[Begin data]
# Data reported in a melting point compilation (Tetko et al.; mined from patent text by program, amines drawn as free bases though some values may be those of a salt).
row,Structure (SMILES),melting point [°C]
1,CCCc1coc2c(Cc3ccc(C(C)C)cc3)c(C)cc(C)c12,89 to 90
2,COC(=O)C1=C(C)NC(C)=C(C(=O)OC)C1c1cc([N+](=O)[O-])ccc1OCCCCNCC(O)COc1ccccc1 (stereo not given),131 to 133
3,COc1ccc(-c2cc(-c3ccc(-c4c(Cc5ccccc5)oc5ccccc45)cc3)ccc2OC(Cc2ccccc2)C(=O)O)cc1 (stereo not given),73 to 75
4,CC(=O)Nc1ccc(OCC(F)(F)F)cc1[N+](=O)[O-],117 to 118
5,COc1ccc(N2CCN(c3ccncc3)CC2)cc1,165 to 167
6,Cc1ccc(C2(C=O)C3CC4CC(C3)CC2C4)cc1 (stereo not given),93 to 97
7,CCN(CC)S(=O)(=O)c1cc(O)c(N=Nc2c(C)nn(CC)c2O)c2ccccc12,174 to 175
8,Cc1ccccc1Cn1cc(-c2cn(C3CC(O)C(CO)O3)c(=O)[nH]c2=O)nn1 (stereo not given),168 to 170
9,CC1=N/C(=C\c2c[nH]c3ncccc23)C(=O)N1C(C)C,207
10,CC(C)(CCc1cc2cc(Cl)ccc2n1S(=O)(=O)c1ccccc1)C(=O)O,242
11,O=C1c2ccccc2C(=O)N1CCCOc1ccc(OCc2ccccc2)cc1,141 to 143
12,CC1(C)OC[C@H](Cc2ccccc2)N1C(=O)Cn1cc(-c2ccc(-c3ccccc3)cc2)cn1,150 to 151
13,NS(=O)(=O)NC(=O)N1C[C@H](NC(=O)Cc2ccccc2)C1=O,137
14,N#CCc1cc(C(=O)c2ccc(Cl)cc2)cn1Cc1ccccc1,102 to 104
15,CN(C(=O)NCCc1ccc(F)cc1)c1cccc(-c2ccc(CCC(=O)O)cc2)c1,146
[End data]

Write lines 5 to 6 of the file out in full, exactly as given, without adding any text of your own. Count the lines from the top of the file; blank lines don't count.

3,COc1ccc(-c2cc(-c3ccc(-c4c(Cc5ccccc5)oc5ccccc45)cc3)ccc2OC(Cc2ccccc2)C(=O)O)cc1 (stereo not given),73 to 75
4,CC(=O)Nc1ccc(OCC(F)(F)F)cc1[N+](=O)[O-],117 to 118